The mysteries surrounding dinosaurs have fascinated generations of scholars and lay people alike. A group of Israeli scientists, led by Prof. Hagit Affek at the Hebrew University of Jerusalem’s Institute of Earth Sciences, has tackled one of the most pressing questions regarding the giant creatures that populated the earth for millions of years: whether dinosaurs were cold- or warm-blooded. The team’s research places them decisively in the second category.
The issue has far-reaching implications. The latter group, also known as endothermic animals, can generate their own body heat, causing them to consume more energy but equipping them better against climate changes, while the former, exothermic animals, rely on the sun and external conditions for warmth – and at the same time, require less energy and therefore less food.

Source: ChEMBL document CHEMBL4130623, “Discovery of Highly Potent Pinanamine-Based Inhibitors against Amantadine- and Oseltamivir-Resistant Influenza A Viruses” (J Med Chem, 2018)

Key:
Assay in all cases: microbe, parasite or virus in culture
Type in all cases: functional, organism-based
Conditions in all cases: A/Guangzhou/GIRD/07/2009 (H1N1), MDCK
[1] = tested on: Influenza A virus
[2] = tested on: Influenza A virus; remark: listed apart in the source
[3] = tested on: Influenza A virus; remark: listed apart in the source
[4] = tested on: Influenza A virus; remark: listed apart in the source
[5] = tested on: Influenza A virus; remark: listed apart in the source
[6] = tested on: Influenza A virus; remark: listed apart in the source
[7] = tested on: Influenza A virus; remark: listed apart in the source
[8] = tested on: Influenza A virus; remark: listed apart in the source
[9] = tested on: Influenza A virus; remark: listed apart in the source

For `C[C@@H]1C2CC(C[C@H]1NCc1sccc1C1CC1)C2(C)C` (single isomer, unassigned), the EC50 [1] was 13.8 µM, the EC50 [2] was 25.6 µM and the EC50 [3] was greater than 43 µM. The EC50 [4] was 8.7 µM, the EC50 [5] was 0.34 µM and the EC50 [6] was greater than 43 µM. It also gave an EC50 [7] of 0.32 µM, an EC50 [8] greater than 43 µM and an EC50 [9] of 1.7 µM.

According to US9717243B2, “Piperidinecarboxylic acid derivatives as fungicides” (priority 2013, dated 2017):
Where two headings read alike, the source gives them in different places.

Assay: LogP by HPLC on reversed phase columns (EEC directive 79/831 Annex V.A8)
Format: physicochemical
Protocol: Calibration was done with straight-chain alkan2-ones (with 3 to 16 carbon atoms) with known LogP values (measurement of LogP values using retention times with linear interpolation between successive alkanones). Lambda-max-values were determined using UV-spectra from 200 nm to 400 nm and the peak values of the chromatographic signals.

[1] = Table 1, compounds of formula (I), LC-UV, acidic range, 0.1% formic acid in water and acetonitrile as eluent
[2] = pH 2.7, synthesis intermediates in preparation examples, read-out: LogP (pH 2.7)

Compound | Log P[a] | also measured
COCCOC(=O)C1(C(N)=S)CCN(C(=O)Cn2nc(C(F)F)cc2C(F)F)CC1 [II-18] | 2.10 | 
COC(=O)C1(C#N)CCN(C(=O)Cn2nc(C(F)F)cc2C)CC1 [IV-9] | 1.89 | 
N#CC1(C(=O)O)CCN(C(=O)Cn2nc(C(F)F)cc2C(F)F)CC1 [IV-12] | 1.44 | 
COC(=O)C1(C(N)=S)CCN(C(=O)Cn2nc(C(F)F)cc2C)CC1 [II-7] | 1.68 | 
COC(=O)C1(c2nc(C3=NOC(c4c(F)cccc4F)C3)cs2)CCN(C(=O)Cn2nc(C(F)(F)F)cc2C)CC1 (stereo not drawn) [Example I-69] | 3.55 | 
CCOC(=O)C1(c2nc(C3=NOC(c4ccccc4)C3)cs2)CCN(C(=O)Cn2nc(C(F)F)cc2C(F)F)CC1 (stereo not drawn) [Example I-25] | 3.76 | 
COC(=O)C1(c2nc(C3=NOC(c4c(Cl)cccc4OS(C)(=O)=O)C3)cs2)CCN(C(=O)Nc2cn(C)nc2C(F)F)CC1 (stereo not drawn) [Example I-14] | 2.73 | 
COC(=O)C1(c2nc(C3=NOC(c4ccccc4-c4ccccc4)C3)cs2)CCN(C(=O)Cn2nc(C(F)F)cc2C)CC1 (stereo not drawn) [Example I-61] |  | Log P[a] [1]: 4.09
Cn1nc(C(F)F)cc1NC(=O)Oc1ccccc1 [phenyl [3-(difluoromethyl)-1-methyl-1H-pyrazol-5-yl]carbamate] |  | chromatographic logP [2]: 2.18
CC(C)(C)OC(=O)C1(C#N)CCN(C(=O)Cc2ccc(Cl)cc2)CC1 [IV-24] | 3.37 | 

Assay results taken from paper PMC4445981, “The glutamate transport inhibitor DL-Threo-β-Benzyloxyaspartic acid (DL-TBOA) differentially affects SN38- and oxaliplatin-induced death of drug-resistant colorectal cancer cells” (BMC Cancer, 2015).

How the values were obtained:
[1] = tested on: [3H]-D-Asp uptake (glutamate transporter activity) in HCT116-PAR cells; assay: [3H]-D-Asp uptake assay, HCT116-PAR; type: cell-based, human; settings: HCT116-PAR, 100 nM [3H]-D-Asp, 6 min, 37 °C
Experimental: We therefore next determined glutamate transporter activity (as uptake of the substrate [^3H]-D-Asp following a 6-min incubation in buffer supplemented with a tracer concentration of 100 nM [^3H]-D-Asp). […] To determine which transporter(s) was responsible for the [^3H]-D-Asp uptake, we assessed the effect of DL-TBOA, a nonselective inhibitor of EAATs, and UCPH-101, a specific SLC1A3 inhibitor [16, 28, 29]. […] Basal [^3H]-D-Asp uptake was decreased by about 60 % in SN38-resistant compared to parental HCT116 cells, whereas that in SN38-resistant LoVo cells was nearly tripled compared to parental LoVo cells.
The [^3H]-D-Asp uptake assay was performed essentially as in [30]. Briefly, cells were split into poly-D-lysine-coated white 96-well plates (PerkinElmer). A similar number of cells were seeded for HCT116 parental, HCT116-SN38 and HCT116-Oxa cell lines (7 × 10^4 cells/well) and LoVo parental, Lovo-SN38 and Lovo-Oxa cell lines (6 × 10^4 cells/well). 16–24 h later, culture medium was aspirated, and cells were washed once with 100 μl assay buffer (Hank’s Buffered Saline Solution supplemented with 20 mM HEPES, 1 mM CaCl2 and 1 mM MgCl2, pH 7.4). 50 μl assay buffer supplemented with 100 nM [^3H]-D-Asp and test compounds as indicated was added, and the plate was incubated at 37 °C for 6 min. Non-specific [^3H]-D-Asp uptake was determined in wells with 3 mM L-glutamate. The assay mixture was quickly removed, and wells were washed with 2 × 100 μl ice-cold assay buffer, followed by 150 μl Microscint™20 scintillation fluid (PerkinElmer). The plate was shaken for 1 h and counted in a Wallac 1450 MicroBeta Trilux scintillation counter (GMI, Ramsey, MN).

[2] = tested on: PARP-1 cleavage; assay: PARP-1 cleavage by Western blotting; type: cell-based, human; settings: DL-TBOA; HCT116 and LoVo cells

As explained in a study published in Science Advances on Friday, the team employed an innovative method to measure historical temperatures, by analyzing chemical bonds among heavy isotopes in calcium carbonate minerals present in dinosaur egg shells. … Through analyzing fossilized eggs from three species of dinosaurs, the scientists came to the conclusion that their body temperatures were between 35°-40°. Human body temperature usually ranges between 36.5°-37.5°.